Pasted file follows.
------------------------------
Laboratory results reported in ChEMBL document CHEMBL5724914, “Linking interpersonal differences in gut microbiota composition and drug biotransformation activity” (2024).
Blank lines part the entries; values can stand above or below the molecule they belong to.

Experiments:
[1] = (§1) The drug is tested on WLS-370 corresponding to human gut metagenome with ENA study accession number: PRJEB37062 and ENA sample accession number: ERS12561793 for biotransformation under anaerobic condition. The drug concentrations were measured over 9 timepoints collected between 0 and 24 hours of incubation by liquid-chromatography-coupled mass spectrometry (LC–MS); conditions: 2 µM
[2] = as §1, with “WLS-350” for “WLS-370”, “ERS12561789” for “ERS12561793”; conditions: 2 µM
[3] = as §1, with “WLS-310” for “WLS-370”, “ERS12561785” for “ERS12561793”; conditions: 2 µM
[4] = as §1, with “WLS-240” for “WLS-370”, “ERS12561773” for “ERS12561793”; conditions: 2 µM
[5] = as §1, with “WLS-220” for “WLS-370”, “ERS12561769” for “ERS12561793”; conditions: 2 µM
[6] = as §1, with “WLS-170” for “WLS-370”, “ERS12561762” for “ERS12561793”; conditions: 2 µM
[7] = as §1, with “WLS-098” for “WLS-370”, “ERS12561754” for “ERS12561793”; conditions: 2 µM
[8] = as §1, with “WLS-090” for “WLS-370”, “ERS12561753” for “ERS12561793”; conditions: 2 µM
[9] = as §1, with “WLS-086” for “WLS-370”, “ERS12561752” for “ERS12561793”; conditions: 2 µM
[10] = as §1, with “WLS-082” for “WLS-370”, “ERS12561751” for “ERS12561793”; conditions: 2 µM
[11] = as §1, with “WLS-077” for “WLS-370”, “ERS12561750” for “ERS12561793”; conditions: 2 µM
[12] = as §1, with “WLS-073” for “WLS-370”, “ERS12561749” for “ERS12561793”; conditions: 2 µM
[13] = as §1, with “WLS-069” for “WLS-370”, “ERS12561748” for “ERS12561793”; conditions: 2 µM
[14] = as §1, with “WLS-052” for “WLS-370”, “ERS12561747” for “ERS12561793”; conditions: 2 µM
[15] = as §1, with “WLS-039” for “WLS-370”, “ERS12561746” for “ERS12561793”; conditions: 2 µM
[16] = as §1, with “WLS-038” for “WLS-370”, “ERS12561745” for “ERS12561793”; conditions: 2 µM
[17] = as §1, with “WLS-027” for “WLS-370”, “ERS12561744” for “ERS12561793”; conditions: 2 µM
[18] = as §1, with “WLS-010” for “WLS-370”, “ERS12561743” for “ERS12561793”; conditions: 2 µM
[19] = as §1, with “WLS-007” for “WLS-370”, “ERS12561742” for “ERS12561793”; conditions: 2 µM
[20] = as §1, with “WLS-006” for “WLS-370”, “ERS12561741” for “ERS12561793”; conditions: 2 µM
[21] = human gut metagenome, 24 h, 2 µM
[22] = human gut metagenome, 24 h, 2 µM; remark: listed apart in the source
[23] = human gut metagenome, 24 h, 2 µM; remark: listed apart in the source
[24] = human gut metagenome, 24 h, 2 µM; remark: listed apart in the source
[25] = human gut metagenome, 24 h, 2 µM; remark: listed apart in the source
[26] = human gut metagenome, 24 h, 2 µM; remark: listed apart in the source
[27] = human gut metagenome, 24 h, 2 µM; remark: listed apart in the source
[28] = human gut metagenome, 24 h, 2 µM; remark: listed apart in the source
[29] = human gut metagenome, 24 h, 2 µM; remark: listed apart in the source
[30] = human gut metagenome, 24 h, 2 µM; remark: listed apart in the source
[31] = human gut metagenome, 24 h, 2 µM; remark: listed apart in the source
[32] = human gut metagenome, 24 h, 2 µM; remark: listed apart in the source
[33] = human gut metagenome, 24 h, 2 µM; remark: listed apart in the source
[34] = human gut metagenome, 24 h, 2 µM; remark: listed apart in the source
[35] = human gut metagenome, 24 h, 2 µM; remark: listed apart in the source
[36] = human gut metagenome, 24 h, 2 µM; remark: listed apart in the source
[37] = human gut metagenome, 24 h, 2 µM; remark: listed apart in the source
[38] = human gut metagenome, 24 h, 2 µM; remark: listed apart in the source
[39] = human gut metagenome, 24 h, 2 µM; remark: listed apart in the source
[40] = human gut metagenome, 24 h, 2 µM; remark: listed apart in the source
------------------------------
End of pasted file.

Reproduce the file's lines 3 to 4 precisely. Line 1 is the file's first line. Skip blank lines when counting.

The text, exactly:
Experiments:
[1] = (§1) The drug is tested on WLS-370 corresponding to human gut metagenome with ENA study accession number: PRJEB37062 and ENA sample accession number: ERS12561793 for biotransformation under anaerobic condition. The drug concentrations were measured over 9 timepoints collected between 0 and 24 hours of incubation by liquid-chromatography-coupled mass spectrometry (LC–MS); conditions: 2 µM